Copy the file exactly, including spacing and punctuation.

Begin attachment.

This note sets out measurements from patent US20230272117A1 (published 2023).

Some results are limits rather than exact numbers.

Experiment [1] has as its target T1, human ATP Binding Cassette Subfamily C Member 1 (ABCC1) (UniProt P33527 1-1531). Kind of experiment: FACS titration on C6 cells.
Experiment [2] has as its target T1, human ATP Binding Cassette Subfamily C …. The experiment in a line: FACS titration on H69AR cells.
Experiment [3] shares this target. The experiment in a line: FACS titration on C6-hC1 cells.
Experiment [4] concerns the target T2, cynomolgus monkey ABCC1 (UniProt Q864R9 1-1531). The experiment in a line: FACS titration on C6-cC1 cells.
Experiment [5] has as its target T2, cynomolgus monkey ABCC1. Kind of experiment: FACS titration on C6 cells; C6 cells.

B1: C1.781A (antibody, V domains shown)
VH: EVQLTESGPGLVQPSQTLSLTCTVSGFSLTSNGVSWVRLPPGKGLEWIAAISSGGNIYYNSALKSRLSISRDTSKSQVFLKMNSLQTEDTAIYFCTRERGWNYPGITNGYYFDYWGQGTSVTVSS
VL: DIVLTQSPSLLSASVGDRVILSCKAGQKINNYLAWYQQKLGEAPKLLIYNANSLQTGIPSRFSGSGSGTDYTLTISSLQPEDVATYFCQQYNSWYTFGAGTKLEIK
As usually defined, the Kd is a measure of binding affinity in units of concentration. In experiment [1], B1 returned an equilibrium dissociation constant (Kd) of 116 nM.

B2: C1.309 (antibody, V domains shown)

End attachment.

This note sets out measurements from patent US20230272117A1 (published 2023).

Some results are limits rather than exact numbers.

Experiment [1] has as its target T1, human ATP Binding Cassette Subfamily C Member 1 (ABCC1) (UniProt P33527 1-1531). Kind of experiment: FACS titration on C6 cells.
Experiment [2] has as its target T1, human ATP Binding Cassette Subfamily C …. The experiment in a line: FACS titration on H69AR cells.
Experiment [3] shares this target. The experiment in a line: FACS titration on C6-hC1 cells.
Experiment [4] concerns the target T2, cynomolgus monkey ABCC1 (UniProt Q864R9 1-1531). The experiment in a line: FACS titration on C6-cC1 cells.
Experiment [5] has as its target T2, cynomolgus monkey ABCC1. Kind of experiment: FACS titration on C6 cells; C6 cells.

B1: C1.781A (antibody, V domains shown)
VH: EVQLTESGPGLVQPSQTLSLTCTVSGFSLTSNGVSWVRLPPGKGLEWIAAISSGGNIYYNSALKSRLSISRDTSKSQVFLKMNSLQTEDTAIYFCTRERGWNYPGITNGYYFDYWGQGTSVTVSS
VL: DIVLTQSPSLLSASVGDRVILSCKAGQKINNYLAWYQQKLGEAPKLLIYNANSLQTGIPSRFSGSGSGTDYTLTISSLQPEDVATYFCQQYNSWYTFGAGTKLEIK
As usually defined, the Kd is a measure of binding affinity in units of concentration. In experiment [1], B1 returned an equilibrium dissociation constant (Kd) of 116 nM.

B2: C1.309 (antibody, V domains shown)